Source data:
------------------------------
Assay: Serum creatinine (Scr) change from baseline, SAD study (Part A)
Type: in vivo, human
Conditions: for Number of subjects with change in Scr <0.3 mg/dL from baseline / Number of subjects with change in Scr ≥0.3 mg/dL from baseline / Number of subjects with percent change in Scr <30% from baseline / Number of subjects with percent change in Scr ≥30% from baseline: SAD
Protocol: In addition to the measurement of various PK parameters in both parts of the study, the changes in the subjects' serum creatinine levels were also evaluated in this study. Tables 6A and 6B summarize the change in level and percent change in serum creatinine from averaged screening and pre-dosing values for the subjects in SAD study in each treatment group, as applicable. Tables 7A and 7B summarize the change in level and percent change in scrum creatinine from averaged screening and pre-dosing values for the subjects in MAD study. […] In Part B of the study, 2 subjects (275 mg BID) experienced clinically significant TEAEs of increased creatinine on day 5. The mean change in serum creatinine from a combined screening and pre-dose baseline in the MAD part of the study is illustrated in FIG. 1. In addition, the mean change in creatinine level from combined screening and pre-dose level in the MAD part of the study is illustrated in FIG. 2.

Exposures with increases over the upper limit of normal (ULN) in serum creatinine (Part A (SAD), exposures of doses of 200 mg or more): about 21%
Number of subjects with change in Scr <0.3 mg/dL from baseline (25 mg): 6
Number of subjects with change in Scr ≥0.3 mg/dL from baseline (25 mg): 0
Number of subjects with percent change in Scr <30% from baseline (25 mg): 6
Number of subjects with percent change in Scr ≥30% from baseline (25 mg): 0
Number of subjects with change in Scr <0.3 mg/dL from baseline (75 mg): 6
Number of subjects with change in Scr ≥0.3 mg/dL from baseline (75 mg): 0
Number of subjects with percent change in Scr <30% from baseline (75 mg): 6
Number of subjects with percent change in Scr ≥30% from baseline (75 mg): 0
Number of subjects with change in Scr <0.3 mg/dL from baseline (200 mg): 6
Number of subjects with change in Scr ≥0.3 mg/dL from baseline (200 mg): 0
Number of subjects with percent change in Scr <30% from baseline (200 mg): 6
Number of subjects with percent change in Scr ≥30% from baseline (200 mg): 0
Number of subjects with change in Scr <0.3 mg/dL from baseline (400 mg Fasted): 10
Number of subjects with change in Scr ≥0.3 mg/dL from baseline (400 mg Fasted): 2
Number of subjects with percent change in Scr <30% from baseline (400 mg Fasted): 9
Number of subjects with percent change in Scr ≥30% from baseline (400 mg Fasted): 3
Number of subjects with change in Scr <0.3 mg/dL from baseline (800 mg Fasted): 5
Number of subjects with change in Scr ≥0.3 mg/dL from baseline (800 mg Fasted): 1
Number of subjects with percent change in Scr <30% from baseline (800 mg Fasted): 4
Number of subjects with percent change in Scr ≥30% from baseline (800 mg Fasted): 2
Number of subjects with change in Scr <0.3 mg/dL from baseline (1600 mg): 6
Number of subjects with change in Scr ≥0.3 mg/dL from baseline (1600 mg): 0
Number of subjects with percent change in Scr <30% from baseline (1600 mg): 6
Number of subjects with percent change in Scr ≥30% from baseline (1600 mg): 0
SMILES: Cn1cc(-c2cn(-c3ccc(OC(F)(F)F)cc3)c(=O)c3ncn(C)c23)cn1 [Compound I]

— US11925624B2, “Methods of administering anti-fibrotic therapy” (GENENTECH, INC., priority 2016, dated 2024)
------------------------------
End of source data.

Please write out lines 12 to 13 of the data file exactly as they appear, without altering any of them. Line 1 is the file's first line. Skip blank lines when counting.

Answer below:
Number of subjects with percent change in Scr <30% from baseline (75 mg): 6
Number of subjects with percent change in Scr ≥30% from baseline (75 mg): 0